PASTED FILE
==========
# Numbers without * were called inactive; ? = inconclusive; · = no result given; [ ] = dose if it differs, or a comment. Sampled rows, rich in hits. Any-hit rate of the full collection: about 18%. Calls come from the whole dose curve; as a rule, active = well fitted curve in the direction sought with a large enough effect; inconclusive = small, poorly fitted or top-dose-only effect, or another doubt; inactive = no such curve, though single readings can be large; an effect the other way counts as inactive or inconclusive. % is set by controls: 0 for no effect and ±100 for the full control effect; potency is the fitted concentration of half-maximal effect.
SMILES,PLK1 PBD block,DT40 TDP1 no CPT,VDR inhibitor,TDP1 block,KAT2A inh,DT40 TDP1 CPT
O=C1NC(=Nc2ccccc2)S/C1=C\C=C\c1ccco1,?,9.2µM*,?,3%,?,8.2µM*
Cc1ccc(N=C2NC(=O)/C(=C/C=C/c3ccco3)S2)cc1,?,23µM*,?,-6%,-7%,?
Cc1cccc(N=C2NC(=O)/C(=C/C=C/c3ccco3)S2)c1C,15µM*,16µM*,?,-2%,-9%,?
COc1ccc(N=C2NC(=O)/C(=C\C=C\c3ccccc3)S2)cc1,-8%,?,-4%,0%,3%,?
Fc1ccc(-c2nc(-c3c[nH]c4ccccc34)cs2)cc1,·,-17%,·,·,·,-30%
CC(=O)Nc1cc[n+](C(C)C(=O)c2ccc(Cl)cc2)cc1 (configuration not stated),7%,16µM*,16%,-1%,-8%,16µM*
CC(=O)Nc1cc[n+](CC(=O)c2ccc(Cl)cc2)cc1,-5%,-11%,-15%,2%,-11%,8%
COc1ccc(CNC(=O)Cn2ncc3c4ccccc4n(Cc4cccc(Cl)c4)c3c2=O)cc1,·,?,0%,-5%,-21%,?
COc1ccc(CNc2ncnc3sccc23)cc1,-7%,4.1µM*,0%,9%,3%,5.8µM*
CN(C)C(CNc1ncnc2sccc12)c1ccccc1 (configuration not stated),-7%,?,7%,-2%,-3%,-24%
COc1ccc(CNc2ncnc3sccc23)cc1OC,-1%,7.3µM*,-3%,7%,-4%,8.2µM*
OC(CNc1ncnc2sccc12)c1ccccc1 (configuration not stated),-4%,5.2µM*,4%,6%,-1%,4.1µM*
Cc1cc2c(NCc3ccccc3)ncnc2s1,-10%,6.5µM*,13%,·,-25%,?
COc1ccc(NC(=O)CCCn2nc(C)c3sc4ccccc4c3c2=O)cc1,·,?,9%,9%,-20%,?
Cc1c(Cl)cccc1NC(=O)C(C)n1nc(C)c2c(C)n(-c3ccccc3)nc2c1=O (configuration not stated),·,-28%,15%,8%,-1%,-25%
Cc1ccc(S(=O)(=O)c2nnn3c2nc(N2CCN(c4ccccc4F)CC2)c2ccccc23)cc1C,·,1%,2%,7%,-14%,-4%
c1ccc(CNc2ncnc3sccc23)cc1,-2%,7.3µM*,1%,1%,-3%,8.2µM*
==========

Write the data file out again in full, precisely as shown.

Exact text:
# Numbers without * were called inactive; ? = inconclusive; · = no result given; [ ] = dose if it differs, or a comment. Sampled rows, rich in hits. Any-hit rate of the full collection: about 18%. Calls come from the whole dose curve; as a rule, active = well fitted curve in the direction sought with a large enough effect; inconclusive = small, poorly fitted or top-dose-only effect, or another doubt; inactive = no such curve, though single readings can be large; an effect the other way counts as inactive or inconclusive. % is set by controls: 0 for no effect and ±100 for the full control effect; potency is the fitted concentration of half-maximal effect.
SMILES,PLK1 PBD block,DT40 TDP1 no CPT,VDR inhibitor,TDP1 block,KAT2A inh,DT40 TDP1 CPT
O=C1NC(=Nc2ccccc2)S/C1=C\C=C\c1ccco1,?,9.2µM*,?,3%,?,8.2µM*
Cc1ccc(N=C2NC(=O)/C(=C/C=C/c3ccco3)S2)cc1,?,23µM*,?,-6%,-7%,?
Cc1cccc(N=C2NC(=O)/C(=C/C=C/c3ccco3)S2)c1C,15µM*,16µM*,?,-2%,-9%,?
COc1ccc(N=C2NC(=O)/C(=C\C=C\c3ccccc3)S2)cc1,-8%,?,-4%,0%,3%,?
Fc1ccc(-c2nc(-c3c[nH]c4ccccc34)cs2)cc1,·,-17%,·,·,·,-30%
CC(=O)Nc1cc[n+](C(C)C(=O)c2ccc(Cl)cc2)cc1 (configuration not stated),7%,16µM*,16%,-1%,-8%,16µM*
CC(=O)Nc1cc[n+](CC(=O)c2ccc(Cl)cc2)cc1,-5%,-11%,-15%,2%,-11%,8%
COc1ccc(CNC(=O)Cn2ncc3c4ccccc4n(Cc4cccc(Cl)c4)c3c2=O)cc1,·,?,0%,-5%,-21%,?
COc1ccc(CNc2ncnc3sccc23)cc1,-7%,4.1µM*,0%,9%,3%,5.8µM*
CN(C)C(CNc1ncnc2sccc12)c1ccccc1 (configuration not stated),-7%,?,7%,-2%,-3%,-24%
COc1ccc(CNc2ncnc3sccc23)cc1OC,-1%,7.3µM*,-3%,7%,-4%,8.2µM*
OC(CNc1ncnc2sccc12)c1ccccc1 (configuration not stated),-4%,5.2µM*,4%,6%,-1%,4.1µM*
Cc1cc2c(NCc3ccccc3)ncnc2s1,-10%,6.5µM*,13%,·,-25%,?
COc1ccc(NC(=O)CCCn2nc(C)c3sc4ccccc4c3c2=O)cc1,·,?,9%,9%,-20%,?
Cc1c(Cl)cccc1NC(=O)C(C)n1nc(C)c2c(C)n(-c3ccccc3)nc2c1=O (configuration not stated),·,-28%,15%,8%,-1%,-25%
Cc1ccc(S(=O)(=O)c2nnn3c2nc(N2CCN(c4ccccc4F)CC2)c2ccccc23)cc1C,·,1%,2%,7%,-14%,-4%
c1ccc(CNc2ncnc3sccc23)cc1,-2%,7.3µM*,1%,1%,-3%,8.2µM*